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US Nuke Plants Threatened by Extreme Heat

Posted by feww on July 20, 2011


Sustained Heat Could Overwhelm Cooling at Nuclear Power Plants

Extreme Heat Could Severely Impact Nuclear Power Plants in Central, Midwest and Eastern United States Leading to Potential Nuclear Disasters

Cooling at the U.S. Nuclear Power Plants

Map of the Licensed Nuclear Reactors in the U.S. Subdivided by Nuclear Regulatory Commission (NRC) Regions.

All but less than two dozen of a total of 104 nuclear reactors in the U.S. fall within the extreme heat zone as shown in the forecast map below.

Persistent heat could severely impact the ability of cooling systems in the reactors, causing overheating in one or more NPPs that could potentially lead to nuclear disasters at multiple locations.

Hazards Assessment Map

NWS has forecast that excessive heat will persist from today through July 29 in all the eastern half of the country except for the Northeast. Click image to enlarge.

Highest Heat Indexes

Tuesday’s highest recorded heat indexes in the U.S. were

    • Knoxville, Iowa: 131 (ºF)
    • Freeport, Illinois: 124
    • Madison, Minnesota: 124
    • Watertown, Wisconsin: 119
    • Tekamah, Nebraska: 117
    • Camberlain, South Dakota: 115

Heat Index Forecast:

  • Washington, DC: 116
  • Richmond, Virginia: 118

Maximum heat index forecast for July 22, 2011. Click image to enlarge.

Probability of a Nuclear Disaster by Country

The following probability figures are calculated by FIRE-EARTH on April 8, 2011 (Last UPDATED: July 20, 2011)

  • Japan (880)³
  • United States (870)
  • France (855)
  • Taiwan (850)
  • Belgium, China, Finland, India,  South Korea, United Kingdom, Ukraine, Russia, Slovakia, Czech Republic, Armenia, Slovenia, Croatia, Romania,  Hungary, Bulgaria, Spain,  Pakistan, Argentina, Brazil, Mexico,  South Africa, Canada (810)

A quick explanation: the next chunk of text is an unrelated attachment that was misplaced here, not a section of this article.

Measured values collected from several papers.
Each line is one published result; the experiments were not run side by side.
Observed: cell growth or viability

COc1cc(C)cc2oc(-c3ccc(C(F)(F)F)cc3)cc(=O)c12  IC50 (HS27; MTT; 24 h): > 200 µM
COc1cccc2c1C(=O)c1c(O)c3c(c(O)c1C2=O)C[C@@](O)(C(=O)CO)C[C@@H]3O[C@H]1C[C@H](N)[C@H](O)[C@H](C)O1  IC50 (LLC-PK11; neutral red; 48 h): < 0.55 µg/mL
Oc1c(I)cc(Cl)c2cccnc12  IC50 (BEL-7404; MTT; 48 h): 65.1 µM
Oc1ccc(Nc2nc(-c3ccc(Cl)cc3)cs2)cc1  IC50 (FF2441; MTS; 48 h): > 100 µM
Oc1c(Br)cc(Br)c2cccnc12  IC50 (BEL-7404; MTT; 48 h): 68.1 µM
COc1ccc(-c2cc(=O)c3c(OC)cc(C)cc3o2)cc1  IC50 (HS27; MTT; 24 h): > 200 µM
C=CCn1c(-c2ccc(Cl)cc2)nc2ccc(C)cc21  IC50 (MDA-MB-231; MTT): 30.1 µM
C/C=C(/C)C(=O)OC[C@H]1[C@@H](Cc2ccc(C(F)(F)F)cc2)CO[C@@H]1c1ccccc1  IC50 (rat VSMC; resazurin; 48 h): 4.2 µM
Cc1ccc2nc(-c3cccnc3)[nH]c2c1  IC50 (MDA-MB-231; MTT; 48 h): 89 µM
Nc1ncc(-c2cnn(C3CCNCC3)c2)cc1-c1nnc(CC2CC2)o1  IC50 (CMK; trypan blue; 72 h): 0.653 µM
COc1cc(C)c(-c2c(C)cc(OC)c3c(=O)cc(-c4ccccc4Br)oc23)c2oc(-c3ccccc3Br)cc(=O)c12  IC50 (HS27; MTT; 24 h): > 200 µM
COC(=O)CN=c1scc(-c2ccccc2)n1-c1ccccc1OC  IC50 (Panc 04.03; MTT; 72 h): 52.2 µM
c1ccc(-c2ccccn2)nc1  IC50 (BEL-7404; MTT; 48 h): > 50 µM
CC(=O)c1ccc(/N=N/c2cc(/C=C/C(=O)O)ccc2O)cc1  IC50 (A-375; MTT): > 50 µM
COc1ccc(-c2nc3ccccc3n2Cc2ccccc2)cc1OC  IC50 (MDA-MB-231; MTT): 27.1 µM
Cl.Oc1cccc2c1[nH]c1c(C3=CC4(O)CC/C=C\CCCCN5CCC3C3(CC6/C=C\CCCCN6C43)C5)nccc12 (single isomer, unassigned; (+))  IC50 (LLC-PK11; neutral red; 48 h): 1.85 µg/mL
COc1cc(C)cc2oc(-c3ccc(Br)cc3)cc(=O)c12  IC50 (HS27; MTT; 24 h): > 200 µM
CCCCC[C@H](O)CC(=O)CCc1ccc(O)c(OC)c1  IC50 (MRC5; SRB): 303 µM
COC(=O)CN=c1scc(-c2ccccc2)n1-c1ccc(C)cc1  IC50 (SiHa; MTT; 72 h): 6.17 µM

• Germany, Sweden, Netherlands (800)
  • Switzerland  (750)


  1. The list represents a snapshot of events at the time of calculating the probabilities. Any forecast posted  here is subject to numerous variable factors.
  2. Figures in the bracket represent the probability of an incident occurring out of 1,000; the forecast duration is valid for the next 50  months.
  3. Probability includes a significant worsening of Fukushima nuclear disaster, and future quakes forecast for Japan.
  4. A nuclear incident is defined as a level 5 (Accident With Wider Consequences), or worse, on the International Nuclear and Radiological Event Scale (INES). See below.
  5. Safety issues considered in compiling these lists include the age, number of units and capacity of nuclear reactors in each country/state, previous incidents, probability of damage from human-enhanced natural disasters, e.g., earthquakes, tsunamis, volcanic activity, hurricanes, tornadoes, storms, wildfires, flooding… ]
  6. The Blog’s knowledge concerning the extent to which the factors described in (3) might worsen during the forecast period greatly influences the forecast. (Last UPDATED: July 20, 2011)

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